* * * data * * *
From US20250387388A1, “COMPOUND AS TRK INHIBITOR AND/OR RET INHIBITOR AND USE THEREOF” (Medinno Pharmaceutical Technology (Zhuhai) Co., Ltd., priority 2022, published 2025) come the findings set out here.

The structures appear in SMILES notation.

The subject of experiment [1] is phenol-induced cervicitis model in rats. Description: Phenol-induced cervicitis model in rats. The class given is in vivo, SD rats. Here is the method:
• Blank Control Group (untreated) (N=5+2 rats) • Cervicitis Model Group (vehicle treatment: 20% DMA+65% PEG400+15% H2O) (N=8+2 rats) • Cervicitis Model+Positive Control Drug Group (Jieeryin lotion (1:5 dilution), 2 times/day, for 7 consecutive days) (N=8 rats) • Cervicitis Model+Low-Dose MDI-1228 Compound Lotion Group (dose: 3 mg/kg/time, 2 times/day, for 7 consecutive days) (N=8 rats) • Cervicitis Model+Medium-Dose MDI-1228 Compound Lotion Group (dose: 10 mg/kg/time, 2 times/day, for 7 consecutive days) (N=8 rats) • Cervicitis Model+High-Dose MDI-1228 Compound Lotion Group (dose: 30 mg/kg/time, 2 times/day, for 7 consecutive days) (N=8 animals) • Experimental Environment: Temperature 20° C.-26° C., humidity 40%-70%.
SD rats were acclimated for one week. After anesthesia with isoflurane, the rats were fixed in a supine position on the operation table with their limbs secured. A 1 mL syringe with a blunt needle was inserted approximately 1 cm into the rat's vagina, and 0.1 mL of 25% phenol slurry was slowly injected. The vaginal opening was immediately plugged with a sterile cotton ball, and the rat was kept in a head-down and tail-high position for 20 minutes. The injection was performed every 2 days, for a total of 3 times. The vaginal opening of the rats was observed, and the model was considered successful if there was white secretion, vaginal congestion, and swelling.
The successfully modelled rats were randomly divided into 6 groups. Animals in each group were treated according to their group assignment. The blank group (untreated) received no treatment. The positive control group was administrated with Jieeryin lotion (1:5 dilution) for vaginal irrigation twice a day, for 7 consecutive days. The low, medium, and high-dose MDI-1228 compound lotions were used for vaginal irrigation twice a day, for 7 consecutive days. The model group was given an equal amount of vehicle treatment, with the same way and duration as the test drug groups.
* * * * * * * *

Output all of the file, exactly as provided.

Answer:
From US20250387388A1, “COMPOUND AS TRK INHIBITOR AND/OR RET INHIBITOR AND USE THEREOF” (Medinno Pharmaceutical Technology (Zhuhai) Co., Ltd., priority 2022, published 2025) come the findings set out here.

The structures appear in SMILES notation.

The subject of experiment [1] is phenol-induced cervicitis model in rats. Description: Phenol-induced cervicitis model in rats. The class given is in vivo, SD rats. Here is the method:
• Blank Control Group (untreated) (N=5+2 rats) • Cervicitis Model Group (vehicle treatment: 20% DMA+65% PEG400+15% H2O) (N=8+2 rats) • Cervicitis Model+Positive Control Drug Group (Jieeryin lotion (1:5 dilution), 2 times/day, for 7 consecutive days) (N=8 rats) • Cervicitis Model+Low-Dose MDI-1228 Compound Lotion Group (dose: 3 mg/kg/time, 2 times/day, for 7 consecutive days) (N=8 rats) • Cervicitis Model+Medium-Dose MDI-1228 Compound Lotion Group (dose: 10 mg/kg/time, 2 times/day, for 7 consecutive days) (N=8 rats) • Cervicitis Model+High-Dose MDI-1228 Compound Lotion Group (dose: 30 mg/kg/time, 2 times/day, for 7 consecutive days) (N=8 animals) • Experimental Environment: Temperature 20° C.-26° C., humidity 40%-70%.
SD rats were acclimated for one week. After anesthesia with isoflurane, the rats were fixed in a supine position on the operation table with their limbs secured. A 1 mL syringe with a blunt needle was inserted approximately 1 cm into the rat's vagina, and 0.1 mL of 25% phenol slurry was slowly injected. The vaginal opening was immediately plugged with a sterile cotton ball, and the rat was kept in a head-down and tail-high position for 20 minutes. The injection was performed every 2 days, for a total of 3 times. The vaginal opening of the rats was observed, and the model was considered successful if there was white secretion, vaginal congestion, and swelling.
The successfully modelled rats were randomly divided into 6 groups. Animals in each group were treated according to their group assignment. The blank group (untreated) received no treatment. The positive control group was administrated with Jieeryin lotion (1:5 dilution) for vaginal irrigation twice a day, for 7 consecutive days. The low, medium, and high-dose MDI-1228 compound lotions were used for vaginal irrigation twice a day, for 7 consecutive days. The model group was given an equal amount of vehicle treatment, with the same way and duration as the test drug groups.